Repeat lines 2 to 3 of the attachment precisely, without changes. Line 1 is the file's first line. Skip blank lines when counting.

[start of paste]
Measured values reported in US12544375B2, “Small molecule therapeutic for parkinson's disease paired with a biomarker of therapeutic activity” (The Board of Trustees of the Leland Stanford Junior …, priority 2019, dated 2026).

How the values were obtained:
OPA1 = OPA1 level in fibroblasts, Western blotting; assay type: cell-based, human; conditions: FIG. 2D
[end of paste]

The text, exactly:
How the values were obtained:
OPA1 = OPA1 level in fibroblasts, Western blotting; assay type: cell-based, human; conditions: FIG. 2D